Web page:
1st Edition

Cleaning Validation Practical Compliance Approaches for Pharmaceutical Manufacturing

By Destin A. LeBlanc Copyright 2023

    Pharmaceutical manufacturers and upper management are encouraged to meet the

    challenges of the science-based and risk-based approaches to cleaning validation.

    Using some of the principles and practices in this volume will help in designing a

    more effective and efficient cleaning validation program.


    • Timely coverage of cleaning validation for the pharmaceutical industry,

    a dynamic area in terms of health-based limits.

    • The author encourages pharmaceutical manufacturers, and particularly

    upper management, to meet the challenges of the science-based and riskbased

    approaches to cleaning validation.

    • Draws on the author’s vast experience in the field of cleaning validation

    and hazardous materials.

    • Discusses EMA vs. ISPE on Cleaning Limits and revised Risk-MaPP for

    highly hazardous products in shared facilities.

    • A diverse list of topics from protocol limits for yeasts and molds to

    cleaning validation for homeopathic drug products.


    1. Use of the Term "Product"
    2. Use of the Terms Grouping and Matrixing
    3. Deviations and Nonconformances
    4. Clarifying Terms: Blanks vs. Controls
    5. Meaning of "Dedicated"?
    6. Words (Again??)
    7. Health-based Limits

    8. What's at Stake with HBELs
    9. A Look at the Revised Risk-MaPP
    10. EMA's Q&A Clarification: Part 1
    11. EMA's Q&A Clarification: Part 2
    12. The EMA Q&A "Clarification" on Limits
    13. The EMA Q&A on Routine Analytical Testing
    14. Other Issues in EMA's Q&A
    15. Highly Hazardous Products in Shared Facilities
    16.  Limits - General

    17. EMA vs. ISPE on Cleaning Limits?
    18. Does a High "Margin of Safety" Protect Patients?
    19. What If the Next Product is the Same Product?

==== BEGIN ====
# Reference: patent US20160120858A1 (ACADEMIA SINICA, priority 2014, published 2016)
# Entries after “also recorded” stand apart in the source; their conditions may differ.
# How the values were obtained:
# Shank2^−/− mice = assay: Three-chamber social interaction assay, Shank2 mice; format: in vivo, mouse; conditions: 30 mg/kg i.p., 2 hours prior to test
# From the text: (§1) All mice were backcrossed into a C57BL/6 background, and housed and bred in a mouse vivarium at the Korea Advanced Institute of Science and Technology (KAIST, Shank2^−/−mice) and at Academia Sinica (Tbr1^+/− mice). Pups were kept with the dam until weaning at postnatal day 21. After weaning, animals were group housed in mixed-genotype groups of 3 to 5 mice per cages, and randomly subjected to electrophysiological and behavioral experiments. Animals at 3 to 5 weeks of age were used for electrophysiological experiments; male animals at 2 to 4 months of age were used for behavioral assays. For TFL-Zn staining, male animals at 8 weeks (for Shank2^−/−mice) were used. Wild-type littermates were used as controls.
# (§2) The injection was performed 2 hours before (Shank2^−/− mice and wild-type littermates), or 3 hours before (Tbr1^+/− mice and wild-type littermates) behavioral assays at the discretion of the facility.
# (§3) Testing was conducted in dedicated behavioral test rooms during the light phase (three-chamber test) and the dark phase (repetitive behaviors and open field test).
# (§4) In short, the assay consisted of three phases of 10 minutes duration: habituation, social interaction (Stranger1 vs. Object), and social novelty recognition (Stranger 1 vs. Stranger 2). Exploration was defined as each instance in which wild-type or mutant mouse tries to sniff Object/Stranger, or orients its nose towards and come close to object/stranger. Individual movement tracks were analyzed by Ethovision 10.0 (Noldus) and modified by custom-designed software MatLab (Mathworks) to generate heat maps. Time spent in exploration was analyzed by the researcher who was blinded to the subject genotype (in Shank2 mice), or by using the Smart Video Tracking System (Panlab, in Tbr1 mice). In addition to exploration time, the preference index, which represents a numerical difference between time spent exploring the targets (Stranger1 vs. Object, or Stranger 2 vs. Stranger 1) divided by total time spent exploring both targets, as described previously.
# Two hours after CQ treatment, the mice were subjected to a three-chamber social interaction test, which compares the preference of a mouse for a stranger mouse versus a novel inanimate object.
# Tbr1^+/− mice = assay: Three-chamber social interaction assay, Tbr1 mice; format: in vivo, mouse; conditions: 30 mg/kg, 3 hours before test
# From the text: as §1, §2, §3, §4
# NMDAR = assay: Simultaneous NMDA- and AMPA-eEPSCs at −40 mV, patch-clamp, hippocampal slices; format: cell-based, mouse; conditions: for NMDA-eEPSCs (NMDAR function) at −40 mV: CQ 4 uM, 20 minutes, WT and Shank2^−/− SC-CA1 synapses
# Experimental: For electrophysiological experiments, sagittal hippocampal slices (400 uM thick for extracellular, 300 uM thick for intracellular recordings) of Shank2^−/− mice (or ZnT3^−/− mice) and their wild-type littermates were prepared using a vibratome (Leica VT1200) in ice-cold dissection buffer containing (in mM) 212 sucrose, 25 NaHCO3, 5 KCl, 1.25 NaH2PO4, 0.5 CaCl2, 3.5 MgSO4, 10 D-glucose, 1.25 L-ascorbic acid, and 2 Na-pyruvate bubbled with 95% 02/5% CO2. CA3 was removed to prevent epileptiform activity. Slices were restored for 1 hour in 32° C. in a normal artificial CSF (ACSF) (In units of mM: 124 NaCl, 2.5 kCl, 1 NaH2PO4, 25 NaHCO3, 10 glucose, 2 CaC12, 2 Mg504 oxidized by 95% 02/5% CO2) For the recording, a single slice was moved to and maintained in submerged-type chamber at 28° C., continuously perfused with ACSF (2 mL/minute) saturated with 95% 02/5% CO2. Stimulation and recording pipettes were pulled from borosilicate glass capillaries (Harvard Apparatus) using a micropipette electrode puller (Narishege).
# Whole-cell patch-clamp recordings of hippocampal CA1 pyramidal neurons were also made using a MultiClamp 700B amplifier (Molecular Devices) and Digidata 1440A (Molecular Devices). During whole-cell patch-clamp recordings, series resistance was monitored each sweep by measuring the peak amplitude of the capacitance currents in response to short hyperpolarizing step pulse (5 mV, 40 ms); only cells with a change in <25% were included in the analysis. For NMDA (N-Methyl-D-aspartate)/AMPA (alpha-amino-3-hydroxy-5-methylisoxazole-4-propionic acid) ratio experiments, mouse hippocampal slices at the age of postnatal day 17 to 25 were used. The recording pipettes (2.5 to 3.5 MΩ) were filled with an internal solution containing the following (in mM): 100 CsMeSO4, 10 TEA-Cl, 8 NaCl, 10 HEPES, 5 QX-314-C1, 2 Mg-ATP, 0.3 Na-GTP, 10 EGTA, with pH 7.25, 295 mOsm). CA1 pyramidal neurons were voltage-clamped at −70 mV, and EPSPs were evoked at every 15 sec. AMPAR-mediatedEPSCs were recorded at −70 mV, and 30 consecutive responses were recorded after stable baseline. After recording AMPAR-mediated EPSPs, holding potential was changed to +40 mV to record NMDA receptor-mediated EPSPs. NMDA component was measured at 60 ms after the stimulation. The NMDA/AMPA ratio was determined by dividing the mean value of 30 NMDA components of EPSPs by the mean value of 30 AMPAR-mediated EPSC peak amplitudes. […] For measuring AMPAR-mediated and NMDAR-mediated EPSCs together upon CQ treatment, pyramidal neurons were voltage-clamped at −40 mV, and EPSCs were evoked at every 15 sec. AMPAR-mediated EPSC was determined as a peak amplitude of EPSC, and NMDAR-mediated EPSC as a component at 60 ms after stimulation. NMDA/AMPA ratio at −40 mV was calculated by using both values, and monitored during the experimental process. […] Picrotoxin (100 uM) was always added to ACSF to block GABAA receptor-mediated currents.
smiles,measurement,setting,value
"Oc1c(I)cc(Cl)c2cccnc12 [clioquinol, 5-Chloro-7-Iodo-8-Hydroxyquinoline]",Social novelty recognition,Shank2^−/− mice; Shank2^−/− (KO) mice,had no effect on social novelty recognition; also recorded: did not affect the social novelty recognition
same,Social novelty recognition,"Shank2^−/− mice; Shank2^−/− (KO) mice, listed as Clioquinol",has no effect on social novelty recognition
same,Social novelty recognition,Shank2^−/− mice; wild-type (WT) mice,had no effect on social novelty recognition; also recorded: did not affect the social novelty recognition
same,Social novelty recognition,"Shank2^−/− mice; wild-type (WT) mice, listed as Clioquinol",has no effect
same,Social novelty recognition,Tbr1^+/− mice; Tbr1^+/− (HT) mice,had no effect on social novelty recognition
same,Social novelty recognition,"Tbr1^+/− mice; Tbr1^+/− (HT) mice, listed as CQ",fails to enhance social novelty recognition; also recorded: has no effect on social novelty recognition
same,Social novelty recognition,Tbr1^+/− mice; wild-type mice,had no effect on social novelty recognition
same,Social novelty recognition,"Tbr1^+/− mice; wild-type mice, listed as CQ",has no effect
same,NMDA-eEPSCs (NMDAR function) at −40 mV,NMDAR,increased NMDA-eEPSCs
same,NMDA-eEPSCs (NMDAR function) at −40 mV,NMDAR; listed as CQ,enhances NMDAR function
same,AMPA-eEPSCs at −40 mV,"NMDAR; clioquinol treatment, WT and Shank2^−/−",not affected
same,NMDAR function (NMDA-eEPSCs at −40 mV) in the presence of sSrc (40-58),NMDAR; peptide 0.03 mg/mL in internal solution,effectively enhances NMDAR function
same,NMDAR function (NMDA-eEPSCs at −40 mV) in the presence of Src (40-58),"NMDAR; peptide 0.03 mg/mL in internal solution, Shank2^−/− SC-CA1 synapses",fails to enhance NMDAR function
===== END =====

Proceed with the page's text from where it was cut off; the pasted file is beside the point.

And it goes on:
20. Limits for "Product A to Product A"
    21. Surfaces Areas in Carryover Calculations
    22. Carryover Calculation Errors to Avoid
    23. Protocol Limits for Yeasts/Molds?
    24. Cleaning Validation for Homeopathic Drug Products
    25. A Possible Approach for Biotech Limits
    26. Establishing Clearance for Degraded Protein Actives
    27.  Visually Clean

    28. Avoiding "Visually Dirty" Observations
    29. What's a Visual Limit?
    30. Visual Residue Limits – Part 1
    31. Visual Residue Limits – Part 2
    32. Analytical and Sampling Methods

    33. Two More Nails in the Coffin?
    34. More Swab Sampling Issues
    35. Timing for Swab Sampling in a Protocol?
    36. Pass/Fail Analytical Test Methods
    37. Product Grouping

    38. Issues in Product Grouping
    39. Toxicity as a Worst-Case Grouping Factor
    40. Another "Worst Case" Product Grouping Idea
    41. Protocols and Procedures

    42. Issues in Rinsing - Part 1
    43. Issues in Rinsing - Part 2
    44. Routine Monitoring for Highly Hazardous Products
    45. "Concurrent Release" for Cleaning Validation
    46. Dirty and Clean Hold Time Protocols
    47. API Manufacture

    48. A Critique of the APIC Guideline
    49. Another Issue for API Synthesis
    50. Contaminants in API Manufacture
    51. Miscellaneous

    52. Significant Figures: Back to Basics
    53. The Value of a Protocol Worksheet for Manual Cleaning
    54. Dealing with Used and New Equipment
    55. Solving Cleaning Validation Problems by Analogy
    56. Causing Cleaning Validation Problems by Analogy


    Appendix A: Acronyms Used in this Volume

    Appendix B: Shorthand Notations for Expressing Limits



    Destin LeBlanc is a consultant at Cleaning Validation Technologies. He has extensive experience in product development and technical services for cleaning and antimicrobial applications. He is an international lecturer on contamination control and has written widely on cleaning validation topics including four volumes in the "Cleaning Validation: Practical Compliance Solutions for Pharmaceutical Manufacturing" series published by PDA and DHI. He is a member of PDA and ISPE and has trained FDA personnel on cleaning validation. He is a graduate of the University of Michigan and the University of Iowa.